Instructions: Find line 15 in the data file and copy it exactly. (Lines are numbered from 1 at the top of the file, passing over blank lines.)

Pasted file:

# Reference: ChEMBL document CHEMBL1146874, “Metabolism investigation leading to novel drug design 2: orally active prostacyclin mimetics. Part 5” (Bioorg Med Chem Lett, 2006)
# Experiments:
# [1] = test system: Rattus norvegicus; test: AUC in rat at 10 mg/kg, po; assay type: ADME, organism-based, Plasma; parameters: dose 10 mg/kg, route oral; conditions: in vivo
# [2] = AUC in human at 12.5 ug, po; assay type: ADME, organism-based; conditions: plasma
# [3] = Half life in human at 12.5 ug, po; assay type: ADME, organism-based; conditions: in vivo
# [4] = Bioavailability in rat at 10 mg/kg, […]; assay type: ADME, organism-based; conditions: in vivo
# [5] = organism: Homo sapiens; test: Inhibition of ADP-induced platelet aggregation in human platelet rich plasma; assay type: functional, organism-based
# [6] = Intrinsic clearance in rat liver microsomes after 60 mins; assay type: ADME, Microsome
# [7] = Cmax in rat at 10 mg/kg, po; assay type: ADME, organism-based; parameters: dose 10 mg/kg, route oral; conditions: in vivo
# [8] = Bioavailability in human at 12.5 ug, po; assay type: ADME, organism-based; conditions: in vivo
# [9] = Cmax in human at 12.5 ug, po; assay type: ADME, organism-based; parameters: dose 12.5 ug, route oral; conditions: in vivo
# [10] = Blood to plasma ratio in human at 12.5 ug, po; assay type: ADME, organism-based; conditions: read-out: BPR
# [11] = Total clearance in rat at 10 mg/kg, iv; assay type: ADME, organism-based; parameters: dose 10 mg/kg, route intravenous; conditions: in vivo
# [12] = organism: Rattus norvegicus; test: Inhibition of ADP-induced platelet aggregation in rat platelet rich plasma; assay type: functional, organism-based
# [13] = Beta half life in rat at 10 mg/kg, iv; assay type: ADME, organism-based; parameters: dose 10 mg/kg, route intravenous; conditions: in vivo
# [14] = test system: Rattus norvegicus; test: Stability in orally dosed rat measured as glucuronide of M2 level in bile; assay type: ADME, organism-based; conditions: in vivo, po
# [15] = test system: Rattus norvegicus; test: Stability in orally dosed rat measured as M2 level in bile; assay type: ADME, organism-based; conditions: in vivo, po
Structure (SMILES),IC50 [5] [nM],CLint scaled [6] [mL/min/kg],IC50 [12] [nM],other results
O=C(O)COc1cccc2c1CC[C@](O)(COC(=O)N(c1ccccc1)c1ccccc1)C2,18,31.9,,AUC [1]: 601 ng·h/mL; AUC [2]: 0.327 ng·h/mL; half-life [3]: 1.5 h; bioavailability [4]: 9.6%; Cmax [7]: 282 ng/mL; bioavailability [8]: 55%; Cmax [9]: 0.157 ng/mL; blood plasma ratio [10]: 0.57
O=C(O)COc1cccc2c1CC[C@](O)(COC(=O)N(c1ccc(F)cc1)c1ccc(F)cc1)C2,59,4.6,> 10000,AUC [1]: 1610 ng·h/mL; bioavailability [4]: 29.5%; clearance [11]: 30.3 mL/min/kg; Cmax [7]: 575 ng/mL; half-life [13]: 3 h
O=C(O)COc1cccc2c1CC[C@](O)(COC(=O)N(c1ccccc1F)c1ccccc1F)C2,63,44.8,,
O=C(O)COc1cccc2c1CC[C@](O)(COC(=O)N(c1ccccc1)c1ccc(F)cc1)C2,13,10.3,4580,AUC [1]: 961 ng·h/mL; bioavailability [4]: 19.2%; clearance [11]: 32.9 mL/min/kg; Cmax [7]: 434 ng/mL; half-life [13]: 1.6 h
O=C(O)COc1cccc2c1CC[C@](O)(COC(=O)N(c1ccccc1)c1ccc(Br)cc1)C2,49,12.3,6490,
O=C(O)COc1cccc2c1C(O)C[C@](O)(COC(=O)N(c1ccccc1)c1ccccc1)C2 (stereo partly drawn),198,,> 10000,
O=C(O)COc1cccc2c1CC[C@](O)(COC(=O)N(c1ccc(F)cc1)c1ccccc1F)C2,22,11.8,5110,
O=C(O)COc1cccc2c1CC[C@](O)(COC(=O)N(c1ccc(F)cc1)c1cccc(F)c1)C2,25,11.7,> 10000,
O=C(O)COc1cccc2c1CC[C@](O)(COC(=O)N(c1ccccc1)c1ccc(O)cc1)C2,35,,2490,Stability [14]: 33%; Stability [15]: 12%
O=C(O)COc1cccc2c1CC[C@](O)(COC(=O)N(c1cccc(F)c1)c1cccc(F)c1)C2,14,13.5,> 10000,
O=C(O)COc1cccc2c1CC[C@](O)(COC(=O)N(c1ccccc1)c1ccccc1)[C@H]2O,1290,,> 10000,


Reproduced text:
# [13] = Beta half life in rat at 10 mg/kg, iv; assay type: ADME, organism-based; parameters: dose 10 mg/kg, route intravenous; conditions: in vivo